WASHINGTON (8/17/12)--Is the National Credit Union Administration's (NCUA) emergency liquidity proposal, released at last month's open board meeting, needed? If so, how could it be tweaked? Credit unions can answer these and other questions in a new Credit Union National Association (CUNA) comment call.
More than 6,000 natural person credit unions will lose access to the Central Liquidity Facility (CLF), which serves as a liquidity lender to credit unions in need of emergency funding, when U.S. Central Bridge Corporate CU closes in late October.
In anticipation of this closing, the NCUA has released a proposal that would require credit unions with less than $10 million in assets to maintain basic written emergency liquidity policies.
The proposal would also require federally insured credit unions (FICUs) with assets of $10 million or more to develop contingency funding plans describing how their credit union would address liquidity shortfalls in emergency situations.
FICUs with assets of $100 million or more would be required to have access to a backup federal liquidity source for emergency situations. This backup liquidity could come from CLF membership or direct borrowing from the Federal Reserve's Discount Window.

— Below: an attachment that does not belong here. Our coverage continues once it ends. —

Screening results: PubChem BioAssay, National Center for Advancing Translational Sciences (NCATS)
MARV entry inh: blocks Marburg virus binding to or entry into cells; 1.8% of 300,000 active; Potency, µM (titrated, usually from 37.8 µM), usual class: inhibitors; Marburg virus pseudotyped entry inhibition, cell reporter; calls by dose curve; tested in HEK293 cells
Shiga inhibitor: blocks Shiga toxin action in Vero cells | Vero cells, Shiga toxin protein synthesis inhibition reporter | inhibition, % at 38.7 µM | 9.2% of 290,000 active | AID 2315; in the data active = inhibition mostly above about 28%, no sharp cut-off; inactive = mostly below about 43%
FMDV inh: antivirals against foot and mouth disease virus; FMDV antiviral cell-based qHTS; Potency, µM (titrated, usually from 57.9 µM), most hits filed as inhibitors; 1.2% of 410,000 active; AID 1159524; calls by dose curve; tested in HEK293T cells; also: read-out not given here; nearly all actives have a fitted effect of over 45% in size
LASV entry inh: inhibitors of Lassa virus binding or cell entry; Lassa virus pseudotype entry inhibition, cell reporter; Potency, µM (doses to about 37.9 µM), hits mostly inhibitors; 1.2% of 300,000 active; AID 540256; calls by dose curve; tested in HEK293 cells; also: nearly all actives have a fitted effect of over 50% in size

In the comment call, credit unions can address whether the Federal Home Loan Banks should be included as sources of emergency liquidity and whether the NCUA should add other potential sources of emergency liquidity to the list of sources in its current proposal.
CUNA also asks if the NCUA's proposed asset-category divisions are appropriate, and whether different methods such as emergency liquidity ratios could be used to determine appropriate levels of liquidity preparedness.
The comment call asks if the NCUA should continue to maintain the CLF, and, if so, whether the role of the CLF could be expanded to offer non-emergency credit to credit unions.
The NCUA is accepting comments on its emergency liquidity proposal until Sept. 28. Comments should be forwarded to CUNA by Sept. 14.